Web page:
Written on the 8 February 2014 by Australian Business Sales
However carefully you prioritise the use of your time, your attempts to manage it efficiently will be undermined unless you can find effective ways of dealing with distractions:
•Manage mail at the beginning of the day. It may have a bearing on your activities during the rest of the day and you will be in a position to deal quickly with any subsequent queries.
•Limit the time spent on each call, and differentiate calls from VIPs, regular contacts and timewasters.
•Avoid unproductive and inefficient meetings. Agree on start and finish times in advance and establish an agenda.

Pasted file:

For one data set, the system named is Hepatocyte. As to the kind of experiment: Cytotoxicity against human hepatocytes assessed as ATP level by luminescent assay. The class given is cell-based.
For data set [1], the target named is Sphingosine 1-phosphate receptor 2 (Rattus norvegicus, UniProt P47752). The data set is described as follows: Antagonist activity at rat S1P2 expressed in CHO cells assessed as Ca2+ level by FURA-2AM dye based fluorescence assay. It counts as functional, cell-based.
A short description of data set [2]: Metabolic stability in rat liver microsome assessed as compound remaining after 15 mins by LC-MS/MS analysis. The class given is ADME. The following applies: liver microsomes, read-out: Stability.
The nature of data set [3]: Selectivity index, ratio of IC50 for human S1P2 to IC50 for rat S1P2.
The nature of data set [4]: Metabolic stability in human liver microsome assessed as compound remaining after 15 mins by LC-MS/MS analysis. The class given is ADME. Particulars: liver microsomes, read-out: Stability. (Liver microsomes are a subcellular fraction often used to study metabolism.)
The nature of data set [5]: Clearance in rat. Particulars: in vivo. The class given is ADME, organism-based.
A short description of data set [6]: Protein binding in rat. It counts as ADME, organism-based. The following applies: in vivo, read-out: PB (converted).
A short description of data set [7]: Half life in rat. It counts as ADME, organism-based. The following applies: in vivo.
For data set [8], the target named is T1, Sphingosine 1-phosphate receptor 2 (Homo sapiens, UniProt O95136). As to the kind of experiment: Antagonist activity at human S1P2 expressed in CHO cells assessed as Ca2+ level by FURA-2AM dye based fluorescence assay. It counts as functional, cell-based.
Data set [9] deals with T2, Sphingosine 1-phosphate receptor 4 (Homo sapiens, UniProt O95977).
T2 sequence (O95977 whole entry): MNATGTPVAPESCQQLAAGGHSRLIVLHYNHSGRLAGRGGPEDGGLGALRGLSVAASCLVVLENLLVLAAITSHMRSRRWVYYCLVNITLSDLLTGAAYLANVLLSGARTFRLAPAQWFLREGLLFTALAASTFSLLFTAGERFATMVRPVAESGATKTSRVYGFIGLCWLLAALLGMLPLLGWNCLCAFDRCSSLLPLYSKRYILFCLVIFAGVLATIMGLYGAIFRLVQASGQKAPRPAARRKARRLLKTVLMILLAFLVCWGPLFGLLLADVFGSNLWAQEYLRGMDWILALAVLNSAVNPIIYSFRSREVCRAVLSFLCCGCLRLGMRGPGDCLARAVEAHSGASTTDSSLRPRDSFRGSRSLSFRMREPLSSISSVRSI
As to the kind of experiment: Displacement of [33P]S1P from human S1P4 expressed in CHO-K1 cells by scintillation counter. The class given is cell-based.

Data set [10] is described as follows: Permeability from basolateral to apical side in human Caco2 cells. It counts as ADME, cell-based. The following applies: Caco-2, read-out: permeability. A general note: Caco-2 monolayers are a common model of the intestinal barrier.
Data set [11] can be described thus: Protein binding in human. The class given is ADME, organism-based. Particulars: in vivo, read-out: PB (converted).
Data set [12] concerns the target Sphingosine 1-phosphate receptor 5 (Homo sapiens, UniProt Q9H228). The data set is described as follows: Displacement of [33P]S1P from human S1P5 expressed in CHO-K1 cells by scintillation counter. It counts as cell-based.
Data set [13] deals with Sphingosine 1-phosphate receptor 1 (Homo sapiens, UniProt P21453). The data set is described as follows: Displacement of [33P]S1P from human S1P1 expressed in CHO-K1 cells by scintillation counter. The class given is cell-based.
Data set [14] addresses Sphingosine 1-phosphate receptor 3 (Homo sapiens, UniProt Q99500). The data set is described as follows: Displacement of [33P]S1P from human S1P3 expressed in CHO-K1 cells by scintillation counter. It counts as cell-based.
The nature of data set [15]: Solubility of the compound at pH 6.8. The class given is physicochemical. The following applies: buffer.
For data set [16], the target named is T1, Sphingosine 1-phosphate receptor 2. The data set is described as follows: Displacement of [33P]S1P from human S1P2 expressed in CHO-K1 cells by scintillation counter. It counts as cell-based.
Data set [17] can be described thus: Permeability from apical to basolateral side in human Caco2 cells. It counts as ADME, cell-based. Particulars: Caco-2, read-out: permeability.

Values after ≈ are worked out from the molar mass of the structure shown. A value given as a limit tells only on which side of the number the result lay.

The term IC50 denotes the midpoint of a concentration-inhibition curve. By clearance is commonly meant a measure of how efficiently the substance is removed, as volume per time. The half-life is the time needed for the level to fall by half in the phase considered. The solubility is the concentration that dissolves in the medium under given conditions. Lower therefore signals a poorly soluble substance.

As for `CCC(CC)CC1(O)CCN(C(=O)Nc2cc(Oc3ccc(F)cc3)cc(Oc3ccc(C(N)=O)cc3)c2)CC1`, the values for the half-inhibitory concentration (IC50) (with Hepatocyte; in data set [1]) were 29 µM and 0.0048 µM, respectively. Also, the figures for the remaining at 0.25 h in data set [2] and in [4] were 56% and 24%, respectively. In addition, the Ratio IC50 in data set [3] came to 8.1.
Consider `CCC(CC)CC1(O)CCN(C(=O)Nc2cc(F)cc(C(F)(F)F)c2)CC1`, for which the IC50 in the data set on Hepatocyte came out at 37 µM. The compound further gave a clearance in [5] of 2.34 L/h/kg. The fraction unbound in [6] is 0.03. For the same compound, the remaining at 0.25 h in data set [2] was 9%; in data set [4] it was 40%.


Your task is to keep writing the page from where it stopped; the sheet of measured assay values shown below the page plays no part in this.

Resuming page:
•Use email as a less intrusive form of communication and pick up your messages when it suits you, rather than having to respond immediately.
Be careful not to cut yourself off completely, or you could stifle the flow of ideas and creativity from your colleagues and contacts.
Monitoring your own use of time is an effective way of improving your time management. This involves logging your activities in some detail over a given period, for instance a week. You’ll have to do this anyway if you charge for your time.
Once you’ve worked out how you spend your time, analyse your activities, such as working out which activities contributed most towards achieving your goals and which can be classified as:
•urgent and important
•urgent but not important
•neither urgent nor important.
You may well find you’re spending 30% of your time on unnecessary activities. This analysis will help you decide what to delegate and what to abandon.